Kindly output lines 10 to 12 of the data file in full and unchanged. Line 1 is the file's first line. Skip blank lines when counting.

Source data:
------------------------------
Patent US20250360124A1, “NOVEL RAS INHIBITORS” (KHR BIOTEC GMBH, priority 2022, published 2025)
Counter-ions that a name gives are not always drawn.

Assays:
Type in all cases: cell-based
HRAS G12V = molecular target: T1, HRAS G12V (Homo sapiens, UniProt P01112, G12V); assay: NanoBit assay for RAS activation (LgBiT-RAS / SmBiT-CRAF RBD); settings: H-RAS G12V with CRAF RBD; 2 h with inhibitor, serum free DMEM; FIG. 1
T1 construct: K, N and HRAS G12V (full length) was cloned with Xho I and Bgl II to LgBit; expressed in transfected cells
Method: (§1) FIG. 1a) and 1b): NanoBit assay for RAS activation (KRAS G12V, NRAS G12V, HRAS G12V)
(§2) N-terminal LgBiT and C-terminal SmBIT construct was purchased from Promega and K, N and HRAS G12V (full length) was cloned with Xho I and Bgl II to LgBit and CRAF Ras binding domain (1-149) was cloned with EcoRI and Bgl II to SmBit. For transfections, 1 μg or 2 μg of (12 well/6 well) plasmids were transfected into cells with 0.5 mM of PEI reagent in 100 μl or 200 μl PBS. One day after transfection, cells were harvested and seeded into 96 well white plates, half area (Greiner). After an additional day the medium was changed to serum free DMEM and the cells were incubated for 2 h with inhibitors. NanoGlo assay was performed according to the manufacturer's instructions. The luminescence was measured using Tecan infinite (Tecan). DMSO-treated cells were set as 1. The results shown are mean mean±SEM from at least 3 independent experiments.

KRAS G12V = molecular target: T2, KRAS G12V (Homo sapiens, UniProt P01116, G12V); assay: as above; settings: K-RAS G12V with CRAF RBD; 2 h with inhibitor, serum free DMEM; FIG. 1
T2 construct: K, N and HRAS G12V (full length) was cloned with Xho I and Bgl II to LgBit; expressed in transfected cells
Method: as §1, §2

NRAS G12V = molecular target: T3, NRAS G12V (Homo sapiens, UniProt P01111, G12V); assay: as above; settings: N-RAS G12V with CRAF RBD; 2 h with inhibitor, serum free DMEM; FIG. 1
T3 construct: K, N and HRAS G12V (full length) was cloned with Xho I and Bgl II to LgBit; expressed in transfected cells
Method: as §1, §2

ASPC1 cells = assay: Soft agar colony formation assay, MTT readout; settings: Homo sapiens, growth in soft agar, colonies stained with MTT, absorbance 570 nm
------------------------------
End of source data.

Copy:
T2 construct: K, N and HRAS G12V (full length) was cloned with Xho I and Bgl II to LgBit; expressed in transfected cells
Method: as §1, §2

NRAS G12V = molecular target: T3, NRAS G12V (Homo sapiens, UniProt P01111, G12V); assay: as above; settings: N-RAS G12V with CRAF RBD; 2 h with inhibitor, serum free DMEM; FIG. 1